YAYA. The second episode entitled "Yaya" relies on serious acting from its lead characters. Kudos should be given to Direk Topel Lee for bringing out the best in his actors.


"Yaya" is about a bratty kid named Benjo (Nash Aguas) who proves to be too much to handle for any nanny. Later on, the boy meets his match in the person of Cecille (Iza Calzado), his replacement nanny who turns out to be an aswang.

For once, people have a chance to see Iza play an antagonist role. Her character, Cecille, is a replacement nanny for Benjo during the day and an aswang by night. Iza's stare alone could give you goose bumps.

Child star Nash gave a sterling performance. His character Benjo proves to be very precocious for a kid his age. Imagine a seven-year-old kid who swears to protect his younger sister from the aswang Cecille. He even asks his teacher, played by TJ Trinidad, about aswangs to learn more about these paranormal creatures.

One major shortcoming of this episode is the awful wardrobe used by the cast. Production could have invested a little bit more on prosthetics. Even the mask of the aswang (played by Iza) is not convincing enough to scare horror fanatics.

Among the three episodes, "Yaya" comes closest to relating the film to Filipino culture. Nannies are very much pervasive in Filipino households. The concept of aswangs is also very Filipino concept. Others still believe it despite the dawn of modern technology.

LRT. Many people have high expectations for the third episode entitled "LRT," a segment helmed by young director, Mike Tuviera, who has just finished his earlier horror flick TXT.

Cesar (Keempee De Leon) is a middle-aged professional who accidentally bumps into his ex-girlfriend Jean (Manilyn Reynes) while riding the LRT (Light Rail Transit). Cesar is still a bachelor while Jean is now married with an asthmatic son (Quentin Alianza). The plot revolves around the LRT passengers trying to stay alive when they are trapped with a monster whose appetite can only be satisfied by eating human hearts!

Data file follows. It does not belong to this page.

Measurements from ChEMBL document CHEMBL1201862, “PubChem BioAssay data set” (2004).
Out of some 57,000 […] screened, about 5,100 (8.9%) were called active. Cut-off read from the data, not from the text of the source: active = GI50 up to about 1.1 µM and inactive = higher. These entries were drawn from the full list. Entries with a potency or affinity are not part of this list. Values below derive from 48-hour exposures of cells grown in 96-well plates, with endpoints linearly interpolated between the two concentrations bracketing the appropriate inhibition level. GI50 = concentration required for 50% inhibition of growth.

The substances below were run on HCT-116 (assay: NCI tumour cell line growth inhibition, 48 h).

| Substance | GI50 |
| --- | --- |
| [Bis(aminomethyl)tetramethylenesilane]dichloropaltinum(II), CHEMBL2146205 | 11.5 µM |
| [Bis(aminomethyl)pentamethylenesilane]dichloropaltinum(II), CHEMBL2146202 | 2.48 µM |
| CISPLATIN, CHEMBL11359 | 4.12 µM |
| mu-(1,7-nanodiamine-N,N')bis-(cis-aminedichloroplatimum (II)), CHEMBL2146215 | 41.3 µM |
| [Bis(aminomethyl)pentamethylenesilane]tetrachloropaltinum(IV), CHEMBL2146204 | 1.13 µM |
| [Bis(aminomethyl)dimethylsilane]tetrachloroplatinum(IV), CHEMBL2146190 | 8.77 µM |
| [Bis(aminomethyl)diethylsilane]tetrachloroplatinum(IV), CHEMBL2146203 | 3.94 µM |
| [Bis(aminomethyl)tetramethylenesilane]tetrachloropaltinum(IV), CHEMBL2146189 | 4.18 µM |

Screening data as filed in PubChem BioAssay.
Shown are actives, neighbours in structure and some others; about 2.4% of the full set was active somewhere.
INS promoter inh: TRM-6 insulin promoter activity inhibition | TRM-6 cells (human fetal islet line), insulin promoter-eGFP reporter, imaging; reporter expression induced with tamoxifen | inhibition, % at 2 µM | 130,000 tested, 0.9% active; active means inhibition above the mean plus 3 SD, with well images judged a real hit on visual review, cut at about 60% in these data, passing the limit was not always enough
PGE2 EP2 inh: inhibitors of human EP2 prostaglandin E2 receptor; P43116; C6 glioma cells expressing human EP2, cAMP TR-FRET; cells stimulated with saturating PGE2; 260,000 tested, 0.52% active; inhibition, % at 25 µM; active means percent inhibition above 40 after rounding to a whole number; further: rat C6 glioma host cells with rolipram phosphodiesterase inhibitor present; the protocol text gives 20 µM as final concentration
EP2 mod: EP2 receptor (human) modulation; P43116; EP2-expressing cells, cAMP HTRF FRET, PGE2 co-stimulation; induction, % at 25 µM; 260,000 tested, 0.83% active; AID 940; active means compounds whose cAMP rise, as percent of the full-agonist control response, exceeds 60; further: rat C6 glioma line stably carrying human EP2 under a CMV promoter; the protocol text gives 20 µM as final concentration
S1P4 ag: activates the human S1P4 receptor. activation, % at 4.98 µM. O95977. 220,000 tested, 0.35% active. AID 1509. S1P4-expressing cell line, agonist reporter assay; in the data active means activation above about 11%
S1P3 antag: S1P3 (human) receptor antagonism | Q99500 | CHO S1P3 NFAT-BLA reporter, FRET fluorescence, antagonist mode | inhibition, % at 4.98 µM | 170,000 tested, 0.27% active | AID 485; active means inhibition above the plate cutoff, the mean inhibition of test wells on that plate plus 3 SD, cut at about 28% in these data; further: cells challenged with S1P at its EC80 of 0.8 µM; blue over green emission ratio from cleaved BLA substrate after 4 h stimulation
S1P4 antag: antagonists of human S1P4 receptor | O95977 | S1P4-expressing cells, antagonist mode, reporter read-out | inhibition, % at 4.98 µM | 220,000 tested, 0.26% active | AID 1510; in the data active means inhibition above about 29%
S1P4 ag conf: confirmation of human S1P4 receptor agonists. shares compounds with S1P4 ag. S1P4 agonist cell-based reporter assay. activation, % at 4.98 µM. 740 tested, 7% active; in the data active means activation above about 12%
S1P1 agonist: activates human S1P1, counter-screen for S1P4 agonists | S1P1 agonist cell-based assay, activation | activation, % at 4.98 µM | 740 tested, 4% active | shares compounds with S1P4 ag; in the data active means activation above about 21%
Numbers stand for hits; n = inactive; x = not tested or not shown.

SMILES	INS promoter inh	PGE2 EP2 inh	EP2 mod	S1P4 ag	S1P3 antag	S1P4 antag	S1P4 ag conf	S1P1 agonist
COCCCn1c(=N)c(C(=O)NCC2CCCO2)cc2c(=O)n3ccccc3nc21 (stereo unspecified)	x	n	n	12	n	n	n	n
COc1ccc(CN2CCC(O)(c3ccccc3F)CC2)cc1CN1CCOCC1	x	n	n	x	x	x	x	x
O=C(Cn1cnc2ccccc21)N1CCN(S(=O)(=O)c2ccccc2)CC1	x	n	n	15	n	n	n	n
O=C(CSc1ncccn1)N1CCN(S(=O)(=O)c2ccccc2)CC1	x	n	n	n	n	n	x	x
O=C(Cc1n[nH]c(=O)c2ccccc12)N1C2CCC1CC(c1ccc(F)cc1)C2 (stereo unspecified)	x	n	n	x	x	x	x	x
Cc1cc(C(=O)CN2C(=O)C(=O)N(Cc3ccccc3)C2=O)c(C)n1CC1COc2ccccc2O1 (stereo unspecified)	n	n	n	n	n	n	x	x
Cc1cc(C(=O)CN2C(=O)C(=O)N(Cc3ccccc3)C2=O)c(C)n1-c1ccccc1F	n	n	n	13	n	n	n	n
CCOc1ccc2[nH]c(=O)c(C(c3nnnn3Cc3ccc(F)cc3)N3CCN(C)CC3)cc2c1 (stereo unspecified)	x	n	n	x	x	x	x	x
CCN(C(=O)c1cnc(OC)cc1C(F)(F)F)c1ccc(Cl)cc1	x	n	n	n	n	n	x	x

The monster in "LRT" is relatively scarier compared to the one featured in the second episode "Yaya." The third episode also tries to revive the onscreen chemistry between Keempee De Leon and Manilyn Reynes.

Tuviera manages to keep the attention of the audience by having plenty of chase scenes between the monster and the passengers. The visuals of "LRT" make this episode worthwhile to watch. The night setting is even complemented by camera movements to give an eerie ambiance.

The verdict. In summary, SR&R 8 started off with a weak story about a children's party turned awry in "13th Floor," it peaked with the convincing acting skills of Iza and Nash in "Yaya" and was finally capped off with the eerie cinematography of "LRT."

Since SR&R 8 started out with a very flat episode, it may prove to be detrimental for the film since it fails to hook the viewer right from the start. Regal Entertainment made the right choice by tapping young directors such as Rahyan Carlos, Topel Lee and Mike Tuviera, all of whom showed off their unique style of directing the three episodes.

There is nothing ground breaking in terms of the themes used in the horror trilogy. However, the Shake, Rattle & Roll series should not be undermined. The franchise has eight movies to speak of, although its popularity has significantly dropped through the years.

SR&R 8 is suited for family viewing but I would think twice before bringing a date to this horror flick.